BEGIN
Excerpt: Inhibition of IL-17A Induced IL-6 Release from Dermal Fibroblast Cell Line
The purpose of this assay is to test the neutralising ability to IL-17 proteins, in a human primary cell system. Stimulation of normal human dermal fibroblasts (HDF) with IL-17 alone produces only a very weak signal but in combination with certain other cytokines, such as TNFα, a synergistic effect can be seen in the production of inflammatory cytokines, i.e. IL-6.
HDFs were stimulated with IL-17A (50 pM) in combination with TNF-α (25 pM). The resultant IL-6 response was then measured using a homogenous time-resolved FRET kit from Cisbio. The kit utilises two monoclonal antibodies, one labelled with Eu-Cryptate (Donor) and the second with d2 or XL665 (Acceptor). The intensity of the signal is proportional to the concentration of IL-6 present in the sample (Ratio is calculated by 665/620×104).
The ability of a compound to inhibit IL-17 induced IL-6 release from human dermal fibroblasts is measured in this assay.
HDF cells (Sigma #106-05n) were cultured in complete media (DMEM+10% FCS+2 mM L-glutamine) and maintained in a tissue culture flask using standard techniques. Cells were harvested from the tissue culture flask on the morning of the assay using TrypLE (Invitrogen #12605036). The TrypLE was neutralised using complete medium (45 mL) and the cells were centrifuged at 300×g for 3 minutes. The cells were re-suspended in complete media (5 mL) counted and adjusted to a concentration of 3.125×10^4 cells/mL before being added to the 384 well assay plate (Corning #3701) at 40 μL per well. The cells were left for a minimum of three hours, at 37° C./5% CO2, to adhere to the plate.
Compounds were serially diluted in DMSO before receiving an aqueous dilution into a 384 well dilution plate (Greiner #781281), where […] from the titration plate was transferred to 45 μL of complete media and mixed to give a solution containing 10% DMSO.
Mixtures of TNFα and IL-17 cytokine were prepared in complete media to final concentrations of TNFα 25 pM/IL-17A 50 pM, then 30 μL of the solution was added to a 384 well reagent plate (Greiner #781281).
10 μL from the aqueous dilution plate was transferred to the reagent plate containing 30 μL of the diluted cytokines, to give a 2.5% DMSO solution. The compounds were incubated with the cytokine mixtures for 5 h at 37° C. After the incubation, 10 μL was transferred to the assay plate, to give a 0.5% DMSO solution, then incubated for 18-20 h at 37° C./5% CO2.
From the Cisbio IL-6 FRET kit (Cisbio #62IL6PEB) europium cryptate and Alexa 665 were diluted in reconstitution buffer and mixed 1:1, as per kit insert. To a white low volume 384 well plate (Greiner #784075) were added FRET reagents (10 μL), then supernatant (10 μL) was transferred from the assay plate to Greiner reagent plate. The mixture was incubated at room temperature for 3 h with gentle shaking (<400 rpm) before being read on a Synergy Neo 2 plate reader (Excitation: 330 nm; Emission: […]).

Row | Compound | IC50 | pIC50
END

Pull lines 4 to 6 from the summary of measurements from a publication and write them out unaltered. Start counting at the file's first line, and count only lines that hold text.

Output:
The ability of a compound to inhibit IL-17 induced IL-6 release from human dermal fibroblasts is measured in this assay.
HDF cells (Sigma #106-05n) were cultured in complete media (DMEM+10% FCS+2 mM L-glutamine) and maintained in a tissue culture flask using standard techniques. Cells were harvested from the tissue culture flask on the morning of the assay using TrypLE (Invitrogen #12605036). The TrypLE was neutralised using complete medium (45 mL) and the cells were centrifuged at 300×g for 3 minutes. The cells were re-suspended in complete media (5 mL) counted and adjusted to a concentration of 3.125×10^4 cells/mL before being added to the 384 well assay plate (Corning #3701) at 40 μL per well. The cells were left for a minimum of three hours, at 37° C./5% CO2, to adhere to the plate.
Compounds were serially diluted in DMSO before receiving an aqueous dilution into a 384 well dilution plate (Greiner #781281), where […] from the titration plate was transferred to 45 μL of complete media and mixed to give a solution containing 10% DMSO.